Calendar An icon of a desk calendar. Cancel An icon of a circle with a diagonal line across. Caret An icon of a block arrow pointing to the right. Email An icon of a paper envelope. Facebook An icon of the Facebook "f" mark. Google An icon of the Google "G" mark. Linked In An icon of the Linked In "in" mark. Logout An icon representing logout. Profile An icon that resembles human head and shoulders. Telephone An icon of a traditional telephone receiver. Tick An icon of a tick mark. Is Public An icon of a human eye and eyelashes. Is Not Public An icon of a human eye and eyelashes with a diagonal line through it. Pause Icon A two-lined pause icon for stopping interactions. Quote Mark A opening quote mark. Quote Mark A closing quote mark. Arrow An icon of an arrow. Folder An icon of a paper folder. Breaking An icon of an exclamation mark on a circular background. Camera An icon of a digital camera. Caret An icon of a caret arrow. Clock An icon of a clock face. Close An icon of the an X shape. Close Icon An icon used to represent where to interact to collapse or dismiss a component Comment An icon of a speech bubble. Comments An icon of a speech bubble, denoting user comments. Comments An icon of a speech bubble, denoting user comments. Ellipsis An icon of 3 horizontal dots. Envelope An icon of a paper envelope. Facebook An icon of a facebook f logo. Camera An icon of a digital camera. Home An icon of a house. Instagram An icon of the Instagram logo. LinkedIn An icon of the LinkedIn logo. Magnifying Glass An icon of a magnifying glass. Search Icon A magnifying glass icon that is used to represent the function of searching. Menu An icon of 3 horizontal lines. Hamburger Menu Icon An icon used to represent a collapsed menu. Next An icon of an arrow pointing to the right. Notice An explanation mark centred inside a circle. Previous An icon of an arrow pointing to the left. Rating An icon of a star. Tag An icon of a tag. Twitter An icon of the Twitter logo. Video Camera An icon of a video camera shape. Speech Bubble Icon A icon displaying a speech bubble WhatsApp An icon of the WhatsApp logo. Information An icon of an information logo. Plus A mathematical 'plus' symbol. Duration An icon indicating Time. Success Tick An icon of a green tick. Success Tick Timeout An icon of a greyed out success tick. Loading Spinner An icon of a loading spinner. Facebook Messenger An icon of the facebook messenger app logo. Facebook An icon of a facebook f logo. Facebook Messenger An icon of the Twitter app logo. LinkedIn An icon of the LinkedIn logo. WhatsApp Messenger An icon of the Whatsapp messenger app logo. Email An icon of an mail envelope. Copy link A decentered black square over a white square.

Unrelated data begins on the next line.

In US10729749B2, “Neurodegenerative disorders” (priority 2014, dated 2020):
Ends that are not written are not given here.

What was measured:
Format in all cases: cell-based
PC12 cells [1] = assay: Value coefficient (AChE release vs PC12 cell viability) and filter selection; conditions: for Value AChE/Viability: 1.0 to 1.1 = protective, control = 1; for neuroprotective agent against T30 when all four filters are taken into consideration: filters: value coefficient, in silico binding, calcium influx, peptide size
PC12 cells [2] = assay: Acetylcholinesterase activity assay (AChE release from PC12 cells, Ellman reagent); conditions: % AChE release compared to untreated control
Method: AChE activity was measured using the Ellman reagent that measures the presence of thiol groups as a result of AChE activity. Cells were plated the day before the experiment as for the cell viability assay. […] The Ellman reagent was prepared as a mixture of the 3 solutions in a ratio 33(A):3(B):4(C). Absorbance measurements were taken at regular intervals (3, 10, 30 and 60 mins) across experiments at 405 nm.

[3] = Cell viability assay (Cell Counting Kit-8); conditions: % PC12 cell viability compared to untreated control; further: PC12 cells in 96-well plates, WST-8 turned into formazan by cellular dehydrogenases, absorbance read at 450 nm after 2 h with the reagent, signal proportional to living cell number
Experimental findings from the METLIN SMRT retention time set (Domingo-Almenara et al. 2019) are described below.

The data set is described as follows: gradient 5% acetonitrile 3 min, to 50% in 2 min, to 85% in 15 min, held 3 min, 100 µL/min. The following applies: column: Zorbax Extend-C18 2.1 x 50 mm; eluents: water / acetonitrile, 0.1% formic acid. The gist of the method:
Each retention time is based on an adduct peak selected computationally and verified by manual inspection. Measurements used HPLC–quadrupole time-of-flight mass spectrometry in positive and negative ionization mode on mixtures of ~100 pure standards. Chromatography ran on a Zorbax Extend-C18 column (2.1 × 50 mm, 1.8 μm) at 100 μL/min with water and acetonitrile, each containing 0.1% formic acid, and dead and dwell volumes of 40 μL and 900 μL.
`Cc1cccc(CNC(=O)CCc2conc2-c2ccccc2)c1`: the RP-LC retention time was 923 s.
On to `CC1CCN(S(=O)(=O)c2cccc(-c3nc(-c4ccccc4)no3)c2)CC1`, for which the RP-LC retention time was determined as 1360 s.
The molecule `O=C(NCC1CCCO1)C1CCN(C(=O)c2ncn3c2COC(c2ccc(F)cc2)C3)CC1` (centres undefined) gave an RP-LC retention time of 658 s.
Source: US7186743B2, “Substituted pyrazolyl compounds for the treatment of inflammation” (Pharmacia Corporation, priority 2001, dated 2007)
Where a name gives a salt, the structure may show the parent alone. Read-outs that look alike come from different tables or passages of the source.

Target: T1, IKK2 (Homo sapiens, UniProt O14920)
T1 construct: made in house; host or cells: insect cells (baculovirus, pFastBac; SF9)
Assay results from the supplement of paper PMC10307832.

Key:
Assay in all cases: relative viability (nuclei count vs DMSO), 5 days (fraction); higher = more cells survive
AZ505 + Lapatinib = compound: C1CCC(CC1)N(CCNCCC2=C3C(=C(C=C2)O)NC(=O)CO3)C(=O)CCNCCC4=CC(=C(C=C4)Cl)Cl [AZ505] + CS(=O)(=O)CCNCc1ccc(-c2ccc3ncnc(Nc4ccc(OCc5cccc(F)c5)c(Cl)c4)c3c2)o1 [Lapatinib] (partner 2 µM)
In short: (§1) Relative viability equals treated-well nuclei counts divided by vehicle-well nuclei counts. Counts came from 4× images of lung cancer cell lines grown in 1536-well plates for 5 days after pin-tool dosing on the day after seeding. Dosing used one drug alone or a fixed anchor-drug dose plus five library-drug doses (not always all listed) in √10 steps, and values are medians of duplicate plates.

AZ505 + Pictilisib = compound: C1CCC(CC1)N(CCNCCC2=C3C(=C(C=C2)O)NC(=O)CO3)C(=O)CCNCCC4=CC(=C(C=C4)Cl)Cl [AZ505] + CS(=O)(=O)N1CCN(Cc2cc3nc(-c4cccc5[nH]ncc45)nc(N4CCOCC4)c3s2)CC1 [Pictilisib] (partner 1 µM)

A Scots public inquiry into pandemic? Absolutely yes, possibly no, definitely maybe: Government urged to confirm a date after another day of confusion

© Jane Barlow / PAA scientist prepares a sample for Covid-19 testing at Glasgow Lighthouse facility
A scientist prepares a sample for Covid-19 testing at Glasgow Lighthouse facility

Ministers were urged to confirm a Scottish public inquiry into the pandemic yesterday as critics said the current confusion cannot continue.

When – or if – a Scottish inquiry will be held remains unclear after Health Secretary Humza Yousaf, speaking during a radio interview yesterday morning, pledged an investigation only for the Scottish Government to backtrack later in the day.

Calls for an inquiry are escalating and today we can reveal deepening concern about the protection given to frontline workers as health and safety watchdogs are accused of investigating only a fraction of the deaths caused by Covid in the workplace.

Political opponents described the situation as a shambles while campaigners speaking on behalf of families of care home residents lost to Covid said the first minister must end the confusion.

While the SNP in its Scottish Parliament election manifesto pledged an inquiry into how Scotland responded to the pandemic, Nicola Sturgeon has now said she wants to wait to see the remit of a four-nation investigation announced by Boris Johnson but not expected to start until next spring.

Humza Yousaf

Yousaf told BBC Radio 4 yesterday a Scottish inquiry would go ahead and that he was in charge of appointing its chair and deciding its remit.

He said: “What we will do is have a full and frank public inquiry. I’m tasked, actually, to lead that as health secretary, in terms of getting the remit set up and making sure there is an appropriate chair and so on and so forth.

“I’m going to do that cross-party and one of the issues, undoubtedly, that the inquiry will look at, again with an independent chair, fully, freely and frankly, will be discharges into care homes.”

However, that was contradicted later when a Scottish Government spokesman said the first minister would wait until she saw the terms of reference of the UK inquiry before deciding if Scotland needed one despite mounting calls from charities, experts and bereaved families.

Yesterday, Alan Wightman, of Covid-19 Bereaved Families for Justice, who speaks for relatives of some of the 3,000 residents who died in Scots care homes, including his mum Helen, said: “This is all very confusing. We would be very unhappy if Scottish Government ministers are going to wait for the UK inquiry. Health and social care are devolved matters and have been for years.

“It has nothing to do with Westminster. Scottish Government ministers decided what they wanted to do in Scotland, including moving Covid-positive and untested patients from hospitals to care homes.

“Those decisions were made in Scotland by Scots so there must be an inquiry in Scotland on these devolved matters, as well as a UK inquiry on reserved matters such as borders policy.”